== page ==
|Appears in Collections:||Faculty of Health Sciences and Sport Journal Articles|
|Peer Review Status:||Refereed|
|Title:||The developmental origins of fear of failure in adolescent athletes: Examining parental practices|
|Author(s):||Sagar, Sam S|
fear of failure
sports psychological aspects
|Citation:||Sagar SS & Lavallee D (2010) The developmental origins of fear of failure in adolescent athletes: Examining parental practices. Psychology of Sport and Exercise, 11 (3), pp. 177-187. http://www.sciencedirect.com/science/article/pii/S1469029210000063; https://doi.org/10.1016/j.psychsport.2010.01.004|
|Abstract:||Objectives: We investigated the developmental origins of fear of failure (FF) in adolescent athletes by examining how parental sport socialization practices in daily parent-child interaction contribute to the development of FF in the child-athlete. Method: Three intact families of adolescent athletes (ages 13-14 years) participated in the study; three athletes and six parents. Each mother, father and athlete was interviewed separately three times over a 3-4 week period. Interviews with parents ranged between 90 and 200 min and with the athletes between 60 and 106 min. Social constructionist epistemology underpinned the study. Results: Data analyses revealed three categories of parental sport socialization practices that can contribute to young athletes' FF: punitive behavior, controlling behavior, and high expectations for achievement. These practices appear to be grounded in the parents' belief that losing competitions will lead to aversive consequences for their child's sporting progression and career. Therefore, they employed these practices in an attempt to ensure their child's success in competitions. Conclusions: Such parental socialization practices and negative responses to their child's failure can contribute to the child's FF development; as the child appraises these practices and responses to be aversive consequences of failure and, subsequently, fears failure. The present study represents the first endeavor to examine the developmental origins of FF in young athletes and its findings enhance conceptual understanding of FF in the youth sport context, contributing to theory and practice.|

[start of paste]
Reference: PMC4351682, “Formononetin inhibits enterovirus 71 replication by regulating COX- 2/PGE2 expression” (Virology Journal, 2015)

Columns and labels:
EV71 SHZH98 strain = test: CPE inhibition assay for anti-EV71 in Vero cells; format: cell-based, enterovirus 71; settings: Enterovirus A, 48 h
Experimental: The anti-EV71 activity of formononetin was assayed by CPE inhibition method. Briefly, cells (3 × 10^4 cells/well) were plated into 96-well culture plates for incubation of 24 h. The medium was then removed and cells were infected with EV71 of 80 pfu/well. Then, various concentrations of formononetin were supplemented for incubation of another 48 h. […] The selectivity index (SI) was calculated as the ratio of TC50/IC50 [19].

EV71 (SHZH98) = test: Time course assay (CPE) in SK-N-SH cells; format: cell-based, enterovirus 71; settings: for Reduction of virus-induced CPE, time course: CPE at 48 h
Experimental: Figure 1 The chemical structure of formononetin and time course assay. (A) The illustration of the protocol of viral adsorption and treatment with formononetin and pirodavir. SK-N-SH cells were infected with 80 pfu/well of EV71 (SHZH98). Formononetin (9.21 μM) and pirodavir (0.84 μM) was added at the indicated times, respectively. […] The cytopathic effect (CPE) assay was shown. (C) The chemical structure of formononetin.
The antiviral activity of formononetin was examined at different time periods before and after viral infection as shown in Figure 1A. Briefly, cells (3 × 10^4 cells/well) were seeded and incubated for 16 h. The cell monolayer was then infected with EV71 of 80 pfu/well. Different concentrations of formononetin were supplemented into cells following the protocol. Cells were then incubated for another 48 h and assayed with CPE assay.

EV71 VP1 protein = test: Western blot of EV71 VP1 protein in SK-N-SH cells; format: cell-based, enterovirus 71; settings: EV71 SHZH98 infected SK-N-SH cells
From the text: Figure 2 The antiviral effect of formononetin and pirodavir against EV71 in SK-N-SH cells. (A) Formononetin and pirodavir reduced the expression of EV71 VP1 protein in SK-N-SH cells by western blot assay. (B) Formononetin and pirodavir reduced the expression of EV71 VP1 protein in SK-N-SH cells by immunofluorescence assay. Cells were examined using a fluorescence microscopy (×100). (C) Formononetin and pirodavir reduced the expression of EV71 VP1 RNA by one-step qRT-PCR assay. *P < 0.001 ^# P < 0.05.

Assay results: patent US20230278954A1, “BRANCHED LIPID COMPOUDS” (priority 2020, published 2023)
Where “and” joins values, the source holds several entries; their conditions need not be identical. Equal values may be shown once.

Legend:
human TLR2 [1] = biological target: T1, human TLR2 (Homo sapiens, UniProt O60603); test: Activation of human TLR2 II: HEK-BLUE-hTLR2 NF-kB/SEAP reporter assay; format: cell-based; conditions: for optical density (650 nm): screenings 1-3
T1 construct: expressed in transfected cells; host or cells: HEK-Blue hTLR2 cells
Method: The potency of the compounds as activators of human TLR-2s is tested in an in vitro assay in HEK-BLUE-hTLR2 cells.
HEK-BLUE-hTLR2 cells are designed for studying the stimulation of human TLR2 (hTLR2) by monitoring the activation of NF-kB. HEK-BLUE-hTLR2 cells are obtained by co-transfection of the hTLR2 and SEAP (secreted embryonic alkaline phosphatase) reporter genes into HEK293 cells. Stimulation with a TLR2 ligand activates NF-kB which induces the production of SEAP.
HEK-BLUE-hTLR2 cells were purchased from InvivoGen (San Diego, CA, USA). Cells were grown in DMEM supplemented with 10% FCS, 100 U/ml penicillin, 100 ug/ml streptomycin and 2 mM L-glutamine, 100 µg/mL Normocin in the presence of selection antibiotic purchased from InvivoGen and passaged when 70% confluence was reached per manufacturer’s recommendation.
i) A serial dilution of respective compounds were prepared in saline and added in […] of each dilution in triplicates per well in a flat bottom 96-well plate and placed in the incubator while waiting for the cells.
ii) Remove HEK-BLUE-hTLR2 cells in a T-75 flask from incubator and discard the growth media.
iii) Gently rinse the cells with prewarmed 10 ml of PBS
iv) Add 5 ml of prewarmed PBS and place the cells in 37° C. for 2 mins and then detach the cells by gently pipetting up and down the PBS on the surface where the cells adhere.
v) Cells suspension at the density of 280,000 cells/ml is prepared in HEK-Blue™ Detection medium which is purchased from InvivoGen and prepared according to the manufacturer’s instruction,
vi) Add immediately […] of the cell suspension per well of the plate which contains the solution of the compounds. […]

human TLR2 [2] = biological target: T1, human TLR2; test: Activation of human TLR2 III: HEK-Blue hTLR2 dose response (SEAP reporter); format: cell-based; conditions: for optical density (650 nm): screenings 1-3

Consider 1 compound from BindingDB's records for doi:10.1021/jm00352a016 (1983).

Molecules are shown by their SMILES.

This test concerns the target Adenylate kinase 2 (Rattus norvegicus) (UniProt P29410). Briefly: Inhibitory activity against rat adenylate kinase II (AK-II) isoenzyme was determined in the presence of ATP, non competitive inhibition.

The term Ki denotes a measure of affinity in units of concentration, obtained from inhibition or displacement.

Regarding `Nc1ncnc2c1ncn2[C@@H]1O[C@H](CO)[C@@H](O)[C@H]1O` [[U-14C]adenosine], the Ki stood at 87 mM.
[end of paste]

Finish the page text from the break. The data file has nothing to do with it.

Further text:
|Rights:||The publisher does not allow this work to be made publicly available in this Repository. Please use the Request a Copy feature at the foot of the Repository record to request a copy directly from the author. You can only request a copy if you wish to use this work for your own research or private study.|
|1-s2.0-S1469029210000063-main.pdf||Fulltext - Published Version||228.38 kB||Adobe PDF||Under Embargo until 3000-01-01 Request a copy|
Note: If any of the files in this item are currently embargoed, you can request a copy directly from the author by clicking the padlock icon above. However, this facility is dependent on the depositor still being contactable at their original email address.
This item is protected by original copyright
Items in the Repository are protected by copyright, with all rights reserved, unless otherwise indicated.
The metadata of the records in the Repository are available under the CC0 public domain dedication: No Rights Reserved https://creativecommons.org/publicdomain/zero/1.0/
If you believe that any material held in STORRE infringes copyright, please contact email@example.com providing details and we will remove the Work from public display in STORRE and investigate your claim.